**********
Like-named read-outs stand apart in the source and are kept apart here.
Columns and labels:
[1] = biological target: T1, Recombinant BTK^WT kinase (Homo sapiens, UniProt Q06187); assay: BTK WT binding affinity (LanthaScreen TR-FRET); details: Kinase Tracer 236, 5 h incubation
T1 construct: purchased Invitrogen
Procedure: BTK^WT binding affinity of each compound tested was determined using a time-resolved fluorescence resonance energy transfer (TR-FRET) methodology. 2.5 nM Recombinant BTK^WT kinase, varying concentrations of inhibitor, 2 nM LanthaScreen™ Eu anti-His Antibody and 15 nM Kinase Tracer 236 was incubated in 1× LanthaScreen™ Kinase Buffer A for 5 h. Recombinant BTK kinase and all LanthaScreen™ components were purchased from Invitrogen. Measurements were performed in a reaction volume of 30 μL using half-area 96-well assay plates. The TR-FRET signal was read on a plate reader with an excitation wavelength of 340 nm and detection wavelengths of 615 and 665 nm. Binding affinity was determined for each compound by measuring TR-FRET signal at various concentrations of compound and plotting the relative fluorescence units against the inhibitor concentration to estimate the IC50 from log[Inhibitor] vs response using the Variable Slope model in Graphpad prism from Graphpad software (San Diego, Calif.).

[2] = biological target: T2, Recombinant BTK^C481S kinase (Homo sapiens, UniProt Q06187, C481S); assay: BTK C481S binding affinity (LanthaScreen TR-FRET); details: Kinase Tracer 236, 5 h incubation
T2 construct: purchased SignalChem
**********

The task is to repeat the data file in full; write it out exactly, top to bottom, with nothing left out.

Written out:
Like-named read-outs stand apart in the source and are kept apart here.
Columns and labels:
[1] = biological target: T1, Recombinant BTK^WT kinase (Homo sapiens, UniProt Q06187); assay: BTK WT binding affinity (LanthaScreen TR-FRET); details: Kinase Tracer 236, 5 h incubation
T1 construct: purchased Invitrogen
Procedure: BTK^WT binding affinity of each compound tested was determined using a time-resolved fluorescence resonance energy transfer (TR-FRET) methodology. 2.5 nM Recombinant BTK^WT kinase, varying concentrations of inhibitor, 2 nM LanthaScreen™ Eu anti-His Antibody and 15 nM Kinase Tracer 236 was incubated in 1× LanthaScreen™ Kinase Buffer A for 5 h. Recombinant BTK kinase and all LanthaScreen™ components were purchased from Invitrogen. Measurements were performed in a reaction volume of 30 μL using half-area 96-well assay plates. The TR-FRET signal was read on a plate reader with an excitation wavelength of 340 nm and detection wavelengths of 615 and 665 nm. Binding affinity was determined for each compound by measuring TR-FRET signal at various concentrations of compound and plotting the relative fluorescence units against the inhibitor concentration to estimate the IC50 from log[Inhibitor] vs response using the Variable Slope model in Graphpad prism from Graphpad software (San Diego, Calif.).

[2] = biological target: T2, Recombinant BTK^C481S kinase (Homo sapiens, UniProt Q06187, C481S); assay: BTK C481S binding affinity (LanthaScreen TR-FRET); details: Kinase Tracer 236, 5 h incubation
T2 construct: purchased SignalChem